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From the London Sporting Magazine, July 1817. CANINE PATHOLOGY. BY DELABERE BLAINE, VETERINARY SURGEON. * "If we separate attachment from away for an hour or two, and then re

fidelity in dogs, how many pleasing turned to look for his mother.--Having and affecting instances might be men- found her dead body, he laid himself tioned to prove the genuine warmth of down by her, and was found in that situtheir regard !-Many dogs have an unic ation the next day by his master, who versal philanthropy, if I may so express took him home, together with the body it-a general attachment to all mankind: of the mother. Six weeks did this affecothers are not indiscriminately friendly tionate creature refuse all consolation, to every one; but such, almost invaria- and almost all nutriment. He became bly, make it up by a more ardent regard at length convulsed, and died of grief. where they do love. Where is the “A fox-bound, in the middle of the parent, wife, or lover, whose affection chase, was taken in labour. Ardor for the could be more durable than that of the pursuit, united to attachment for her protailor's dog, in the anecdote just related ? geny, induced her to spatch it up in her

“ Their extraordinary attachment to mouth and follow her companions, with mankind may perhaps be, in some meas- whom she soon came up; and in this situure, an inherent quality; and although ation continued the whole of the chase. it is certainly much improved and per- “I have also seen many instances of fected, yet it may not be altogether de- dogs voluntarily undertaking the office pendent on cultivation ; for we have of nurse to others, who have been sick. failed to excite it in an equal degree in When we consider the warmth of their the other branches of the brute creation. feelings, and the tenderness of their relo other domesticated animals, it is also gard, this is not to be wondered at, if it a seotiment principally dependent on happens among those babituated to each self-preservation-an attachment for other ; but I have not unfrequently obprotection and food; but in dogs it is served a dog take upon himself the office wholly distinct. A servant shall regularly of nurse to a sick one, to whom he has feed a dog, who will assuredly be grate- been a total stranger. Were I to relate ful and attached; but the degree of his all the pleasing instances of this kind I attachment for the servant, and that for have seen, I should be supposed to exhis master, who perhaps never feeds him, ceed the bounds of truth. shall bear no proportion; that to his “One very particular case occurs to master will be infinitely superior. my recollection, where a large dog, of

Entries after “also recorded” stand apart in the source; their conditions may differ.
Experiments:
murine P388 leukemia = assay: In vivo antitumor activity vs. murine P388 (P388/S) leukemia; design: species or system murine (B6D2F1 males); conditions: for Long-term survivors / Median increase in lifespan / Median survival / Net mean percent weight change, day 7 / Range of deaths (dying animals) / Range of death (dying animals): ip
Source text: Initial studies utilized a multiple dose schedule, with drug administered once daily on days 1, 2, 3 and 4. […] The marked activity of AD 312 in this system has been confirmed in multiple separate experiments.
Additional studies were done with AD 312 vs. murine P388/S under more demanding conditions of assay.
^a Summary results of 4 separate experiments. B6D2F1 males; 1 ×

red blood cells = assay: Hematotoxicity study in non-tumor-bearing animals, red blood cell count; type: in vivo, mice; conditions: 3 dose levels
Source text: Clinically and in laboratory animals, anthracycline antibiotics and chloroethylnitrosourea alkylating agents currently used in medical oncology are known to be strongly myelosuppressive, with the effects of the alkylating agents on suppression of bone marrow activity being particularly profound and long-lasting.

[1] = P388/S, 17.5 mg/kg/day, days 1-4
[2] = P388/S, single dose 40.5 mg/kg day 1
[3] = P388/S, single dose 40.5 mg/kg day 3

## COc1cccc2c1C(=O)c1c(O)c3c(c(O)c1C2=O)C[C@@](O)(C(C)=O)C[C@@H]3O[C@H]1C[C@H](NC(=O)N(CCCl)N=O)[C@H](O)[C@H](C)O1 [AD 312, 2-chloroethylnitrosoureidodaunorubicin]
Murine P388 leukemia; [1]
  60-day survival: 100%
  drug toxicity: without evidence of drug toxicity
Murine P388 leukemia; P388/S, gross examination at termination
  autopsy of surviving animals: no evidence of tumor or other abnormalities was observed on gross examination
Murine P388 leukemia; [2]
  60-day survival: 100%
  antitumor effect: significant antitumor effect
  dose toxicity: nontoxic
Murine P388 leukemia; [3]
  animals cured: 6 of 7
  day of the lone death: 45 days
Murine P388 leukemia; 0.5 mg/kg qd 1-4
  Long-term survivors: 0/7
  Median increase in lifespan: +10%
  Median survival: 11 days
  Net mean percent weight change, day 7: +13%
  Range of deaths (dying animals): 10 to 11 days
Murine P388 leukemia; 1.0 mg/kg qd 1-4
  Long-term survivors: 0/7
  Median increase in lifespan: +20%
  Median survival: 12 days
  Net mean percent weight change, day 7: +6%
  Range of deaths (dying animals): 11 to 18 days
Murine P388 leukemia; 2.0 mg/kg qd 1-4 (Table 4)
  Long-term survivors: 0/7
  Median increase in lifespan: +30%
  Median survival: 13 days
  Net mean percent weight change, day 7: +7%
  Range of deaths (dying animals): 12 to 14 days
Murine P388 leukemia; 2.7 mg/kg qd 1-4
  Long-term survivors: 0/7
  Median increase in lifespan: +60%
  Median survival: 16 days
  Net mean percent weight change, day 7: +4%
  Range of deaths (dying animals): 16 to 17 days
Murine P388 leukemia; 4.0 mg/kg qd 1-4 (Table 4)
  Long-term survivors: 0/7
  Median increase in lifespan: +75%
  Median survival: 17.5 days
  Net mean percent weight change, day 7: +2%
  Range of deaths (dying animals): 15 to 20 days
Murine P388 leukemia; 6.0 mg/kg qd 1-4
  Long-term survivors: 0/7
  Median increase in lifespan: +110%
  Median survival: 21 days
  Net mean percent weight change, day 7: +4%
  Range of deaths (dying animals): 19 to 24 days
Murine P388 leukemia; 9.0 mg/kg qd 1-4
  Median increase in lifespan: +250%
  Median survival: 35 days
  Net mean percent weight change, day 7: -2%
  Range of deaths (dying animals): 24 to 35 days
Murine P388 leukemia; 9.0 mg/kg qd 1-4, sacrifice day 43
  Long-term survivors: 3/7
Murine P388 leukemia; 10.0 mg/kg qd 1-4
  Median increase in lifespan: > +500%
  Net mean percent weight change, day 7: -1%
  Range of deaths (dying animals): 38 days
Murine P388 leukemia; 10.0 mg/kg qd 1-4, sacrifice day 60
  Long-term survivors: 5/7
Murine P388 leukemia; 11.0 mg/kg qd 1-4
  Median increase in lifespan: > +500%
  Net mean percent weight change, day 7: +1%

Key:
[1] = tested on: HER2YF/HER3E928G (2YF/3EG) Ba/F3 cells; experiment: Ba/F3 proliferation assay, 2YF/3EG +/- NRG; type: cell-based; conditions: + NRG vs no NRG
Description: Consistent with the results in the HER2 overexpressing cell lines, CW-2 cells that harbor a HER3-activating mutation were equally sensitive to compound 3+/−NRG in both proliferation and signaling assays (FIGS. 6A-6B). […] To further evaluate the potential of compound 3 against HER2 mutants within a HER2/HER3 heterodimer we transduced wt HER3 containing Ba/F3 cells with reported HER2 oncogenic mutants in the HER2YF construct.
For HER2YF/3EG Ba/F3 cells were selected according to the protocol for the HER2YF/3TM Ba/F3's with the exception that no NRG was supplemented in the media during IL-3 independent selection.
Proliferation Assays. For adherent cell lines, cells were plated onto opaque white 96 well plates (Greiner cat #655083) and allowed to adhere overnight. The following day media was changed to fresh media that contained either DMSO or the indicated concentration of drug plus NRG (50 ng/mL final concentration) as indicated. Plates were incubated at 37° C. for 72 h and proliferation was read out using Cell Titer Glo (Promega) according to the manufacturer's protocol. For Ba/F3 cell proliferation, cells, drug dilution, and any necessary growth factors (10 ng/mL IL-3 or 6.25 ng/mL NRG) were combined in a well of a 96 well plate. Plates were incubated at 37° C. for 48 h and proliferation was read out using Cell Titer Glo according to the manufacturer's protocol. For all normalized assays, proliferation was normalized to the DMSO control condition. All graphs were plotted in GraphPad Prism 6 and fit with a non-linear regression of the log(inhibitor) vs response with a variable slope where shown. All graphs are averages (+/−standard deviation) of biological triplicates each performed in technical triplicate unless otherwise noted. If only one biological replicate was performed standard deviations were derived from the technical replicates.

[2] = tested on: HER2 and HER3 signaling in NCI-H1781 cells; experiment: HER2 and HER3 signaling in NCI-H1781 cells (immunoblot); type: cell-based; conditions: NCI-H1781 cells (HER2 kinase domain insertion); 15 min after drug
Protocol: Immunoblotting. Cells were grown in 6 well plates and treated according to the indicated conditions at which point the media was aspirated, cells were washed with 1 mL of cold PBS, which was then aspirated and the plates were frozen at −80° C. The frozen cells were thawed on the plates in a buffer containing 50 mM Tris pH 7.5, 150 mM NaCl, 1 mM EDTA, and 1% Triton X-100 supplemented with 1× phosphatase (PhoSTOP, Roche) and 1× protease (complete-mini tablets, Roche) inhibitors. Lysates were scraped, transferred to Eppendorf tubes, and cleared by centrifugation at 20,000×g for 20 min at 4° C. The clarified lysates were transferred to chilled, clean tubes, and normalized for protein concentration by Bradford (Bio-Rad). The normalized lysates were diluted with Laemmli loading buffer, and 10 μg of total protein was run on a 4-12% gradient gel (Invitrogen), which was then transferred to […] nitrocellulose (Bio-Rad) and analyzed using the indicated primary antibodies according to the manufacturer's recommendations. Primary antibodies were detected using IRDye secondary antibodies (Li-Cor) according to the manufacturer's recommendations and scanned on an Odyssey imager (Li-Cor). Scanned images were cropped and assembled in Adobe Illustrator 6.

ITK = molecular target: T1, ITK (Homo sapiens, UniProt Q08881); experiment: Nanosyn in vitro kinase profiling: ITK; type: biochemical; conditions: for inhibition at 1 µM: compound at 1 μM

“ This regard for particular persons is mastiff breed, hardly full grown, attached so great, that it frequently interferes with, himself to a very small spaniel ill with a and, now and then, totally overcomes distemper, from which the large dog their instinctive care for their young.-- was bimself but newly recovered. He Here the moral principle is at war with commenced this attention to the spaniel the iostinctive; which is an additional the moment he saw it, and for several proof of the height of their intellect. weeks, continued it unremittingly, lick

“I have several times seen them, ing him clean, following him every even while suckling their puppies, so where, and carefully protecting him from unhappy at the deprivation of the society harm. When the large dog was fed, he of their owners, that it seemed to be has been seen to save a portion, and to with difficulty that they forced themselves solicit the little one to eat it; and, in one to perform the office of mothers. instance, he was observed to select a

i Two spaniels, mother and son, were favourite morsel, and carry it to the kenself hunting, in Mr. Drake's woods, near nel where the sick animal lay. When Amersham, Bucks. The gamekeeper the little dog was, from illness, unable to shot the mother, the son, frightened, ran move, the large one used to sit at the

door of bis kennel, where he would re• Continued from page 413,

main for hours, guarding him from in

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terruption.--Here was no instinct, no «Man is placed at the head of the ani. interest; it was wholly the action of the mal creation, and is destined to govern best qualities of the mind.”